I haven't set foot in a college classroom in almost a decade, I am interested to see how things have changed.

Somethings will never change.



posted on Aug, 28 2014 @ 11:17 PM
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a reply to: Bone75




My science teacher taught us that your heart stops briefly when you sneeze and that's why people say "bless you".


"Bless you" goes back farther than when people had stethiscopes or cardiograms. "Bless you" stems from the fear of people dying from something as simple as a common cold or the flu, in the days before modern medicine and the understanding of germs.

The professor just doesn't want to be interrupted during his lectures, and isn't making any exception for a "bless you" either.



posted on Aug, 28 2014 @ 11:31 PM
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a reply to: windword

Okay cool then I suppose she was close enough. But before I accept this professor's reasoning for banning the practice, I'd like to know what happens when you bless him in the middle of a sneezing fit. Whether or not you still recieve a point reduction would reveal his true intentions.



posted on Aug, 28 2014 @ 11:33 PM
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a reply to: NthOther

God bless the bone-headed prof!



posted on Aug, 29 2014 @ 12:00 AM
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originally posted by: jrod
a reply to: Aazadan

It will never end if you keep going until you get a PHD and then become a professor and continue to research.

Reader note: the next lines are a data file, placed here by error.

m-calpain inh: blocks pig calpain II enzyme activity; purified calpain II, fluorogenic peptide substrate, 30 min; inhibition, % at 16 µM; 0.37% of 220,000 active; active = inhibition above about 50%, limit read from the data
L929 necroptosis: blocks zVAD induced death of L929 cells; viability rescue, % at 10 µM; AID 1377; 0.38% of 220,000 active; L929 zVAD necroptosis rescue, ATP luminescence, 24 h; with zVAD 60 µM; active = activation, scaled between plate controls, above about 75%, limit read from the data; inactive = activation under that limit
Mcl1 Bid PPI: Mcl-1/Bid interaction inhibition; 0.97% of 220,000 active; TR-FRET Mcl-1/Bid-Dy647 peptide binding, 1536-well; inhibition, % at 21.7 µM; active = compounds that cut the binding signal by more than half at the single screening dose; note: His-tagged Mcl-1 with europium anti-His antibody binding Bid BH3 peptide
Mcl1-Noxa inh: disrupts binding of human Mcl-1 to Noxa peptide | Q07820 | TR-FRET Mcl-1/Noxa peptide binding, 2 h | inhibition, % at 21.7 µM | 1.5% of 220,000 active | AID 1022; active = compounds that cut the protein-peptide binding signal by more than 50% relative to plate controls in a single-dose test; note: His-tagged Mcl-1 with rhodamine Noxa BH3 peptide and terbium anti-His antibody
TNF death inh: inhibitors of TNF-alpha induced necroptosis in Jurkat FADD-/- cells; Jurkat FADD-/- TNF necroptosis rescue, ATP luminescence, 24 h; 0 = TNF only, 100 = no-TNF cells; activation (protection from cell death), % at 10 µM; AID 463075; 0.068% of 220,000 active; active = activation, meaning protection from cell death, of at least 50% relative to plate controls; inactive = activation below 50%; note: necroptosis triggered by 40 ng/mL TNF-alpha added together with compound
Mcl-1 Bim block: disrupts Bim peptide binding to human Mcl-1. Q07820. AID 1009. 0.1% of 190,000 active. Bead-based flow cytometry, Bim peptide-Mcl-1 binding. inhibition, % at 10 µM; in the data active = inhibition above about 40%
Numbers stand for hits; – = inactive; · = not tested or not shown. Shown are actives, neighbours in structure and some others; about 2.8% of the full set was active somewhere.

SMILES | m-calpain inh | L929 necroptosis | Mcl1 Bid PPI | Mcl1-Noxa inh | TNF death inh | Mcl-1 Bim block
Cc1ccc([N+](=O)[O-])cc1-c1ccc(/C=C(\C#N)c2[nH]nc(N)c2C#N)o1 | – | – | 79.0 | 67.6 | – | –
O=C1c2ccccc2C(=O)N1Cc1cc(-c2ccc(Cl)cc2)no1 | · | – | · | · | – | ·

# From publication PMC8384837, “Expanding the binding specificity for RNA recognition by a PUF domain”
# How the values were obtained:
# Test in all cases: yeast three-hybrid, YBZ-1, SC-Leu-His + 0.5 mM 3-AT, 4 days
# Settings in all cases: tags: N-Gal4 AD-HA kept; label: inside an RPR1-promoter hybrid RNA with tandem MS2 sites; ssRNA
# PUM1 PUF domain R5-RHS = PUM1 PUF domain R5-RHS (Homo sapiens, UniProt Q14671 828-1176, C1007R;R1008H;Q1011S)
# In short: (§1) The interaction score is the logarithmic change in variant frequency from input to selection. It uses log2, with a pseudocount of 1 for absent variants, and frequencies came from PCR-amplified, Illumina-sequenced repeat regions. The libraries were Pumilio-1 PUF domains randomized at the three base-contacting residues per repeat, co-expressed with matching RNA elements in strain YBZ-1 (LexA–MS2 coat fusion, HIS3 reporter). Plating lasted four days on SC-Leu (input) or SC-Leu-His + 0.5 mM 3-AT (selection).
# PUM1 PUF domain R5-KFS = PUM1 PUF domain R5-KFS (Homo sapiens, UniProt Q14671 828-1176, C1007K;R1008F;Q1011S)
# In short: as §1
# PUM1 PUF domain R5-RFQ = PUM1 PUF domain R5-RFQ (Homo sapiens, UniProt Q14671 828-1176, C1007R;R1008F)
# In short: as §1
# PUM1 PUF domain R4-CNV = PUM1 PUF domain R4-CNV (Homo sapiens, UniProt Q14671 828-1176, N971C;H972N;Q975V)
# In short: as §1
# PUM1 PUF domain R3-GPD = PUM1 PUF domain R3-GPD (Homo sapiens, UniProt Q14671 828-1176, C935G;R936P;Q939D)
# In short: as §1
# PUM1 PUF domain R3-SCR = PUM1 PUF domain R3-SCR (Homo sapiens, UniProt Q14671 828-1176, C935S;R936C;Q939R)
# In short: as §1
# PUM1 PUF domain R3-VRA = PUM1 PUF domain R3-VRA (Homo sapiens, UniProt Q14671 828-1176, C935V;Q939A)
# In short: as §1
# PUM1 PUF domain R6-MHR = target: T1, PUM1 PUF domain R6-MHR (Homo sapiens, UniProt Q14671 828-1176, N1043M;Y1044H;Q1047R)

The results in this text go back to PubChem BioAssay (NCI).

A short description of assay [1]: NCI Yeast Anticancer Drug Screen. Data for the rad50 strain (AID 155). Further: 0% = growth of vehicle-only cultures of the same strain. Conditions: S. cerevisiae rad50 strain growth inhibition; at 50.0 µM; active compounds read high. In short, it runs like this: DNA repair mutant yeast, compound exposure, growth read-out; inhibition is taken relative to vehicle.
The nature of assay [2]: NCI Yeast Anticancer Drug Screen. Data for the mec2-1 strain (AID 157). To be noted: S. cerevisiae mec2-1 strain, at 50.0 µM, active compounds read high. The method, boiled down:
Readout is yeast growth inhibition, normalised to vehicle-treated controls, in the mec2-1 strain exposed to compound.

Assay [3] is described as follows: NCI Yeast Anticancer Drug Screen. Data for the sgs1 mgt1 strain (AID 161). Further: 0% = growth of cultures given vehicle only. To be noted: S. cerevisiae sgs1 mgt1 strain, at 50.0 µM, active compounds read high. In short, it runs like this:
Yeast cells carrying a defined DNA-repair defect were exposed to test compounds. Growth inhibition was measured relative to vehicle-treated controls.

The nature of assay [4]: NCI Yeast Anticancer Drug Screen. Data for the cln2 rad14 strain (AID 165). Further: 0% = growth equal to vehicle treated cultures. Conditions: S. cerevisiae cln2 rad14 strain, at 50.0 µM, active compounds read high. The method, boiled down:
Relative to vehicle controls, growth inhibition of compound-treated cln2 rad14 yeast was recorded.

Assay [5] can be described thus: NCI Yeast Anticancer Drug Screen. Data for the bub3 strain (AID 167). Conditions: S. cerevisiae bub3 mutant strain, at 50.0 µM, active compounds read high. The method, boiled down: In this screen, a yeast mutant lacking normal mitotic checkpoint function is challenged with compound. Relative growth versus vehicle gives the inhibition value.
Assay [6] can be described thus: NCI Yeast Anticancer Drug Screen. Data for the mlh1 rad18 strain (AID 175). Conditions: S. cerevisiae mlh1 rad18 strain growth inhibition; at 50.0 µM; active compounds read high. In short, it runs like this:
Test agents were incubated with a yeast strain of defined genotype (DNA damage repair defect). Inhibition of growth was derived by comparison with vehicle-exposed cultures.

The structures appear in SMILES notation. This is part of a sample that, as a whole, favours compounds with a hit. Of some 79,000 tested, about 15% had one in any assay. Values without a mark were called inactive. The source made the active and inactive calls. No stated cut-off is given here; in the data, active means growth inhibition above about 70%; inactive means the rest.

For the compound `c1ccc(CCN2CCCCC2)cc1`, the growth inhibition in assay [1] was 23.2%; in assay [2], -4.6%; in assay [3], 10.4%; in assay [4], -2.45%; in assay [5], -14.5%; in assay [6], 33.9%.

I haven't set foot in a college classroom in almost a decade, I am interested to see how things have changed.

Somethings will never change.


I love to learn and research but the school environment isn't for me. I generally get a 4.0 but I am not a good student. I do my best work outside of class and on my own, on projects I want to make. For example I've been teaching myself the Unity engine for the past year in my spare time. It's much better than what I get to do in class.

I have no intention of getting a PHD and being a teacher. I'll stop with my second bachelors (2 more years to finish the second, I have 3 Associates too). To me school is just a place where I can learn and get some portfolio pieces in the process. I imagine I will always continue to research but just not in a formal setting. Preferably in a setting where I'm self employed and can dictate what goes into the computer programs I write.

I like the field of game design and it's a relatively new field with lots of depth. Game specific software programming, the psychology of fun, making loops that people want to play without getting addicted to (or that they do get addicted to if you're a bad company), setting up worlds that work the way you say they work, and making everything interact. There's just so much to it and I haven't touched the art or music sides yet. That's why I've been a student for a long time, there's just too much to learn for what I want to do.

But as I said, I've generally very positive experiences with teachers. Usually the only negative ones come from math teachers. I can compute math very quickly in my head, but I need it explained to me in a specific way for it to make sense so that I know why I'm using the formulas I'm using. Science teachers I have had the bare minimum of experience with so I can't say anything about them.
edit on 29-8-2014 by Aazadan because: (no reason given)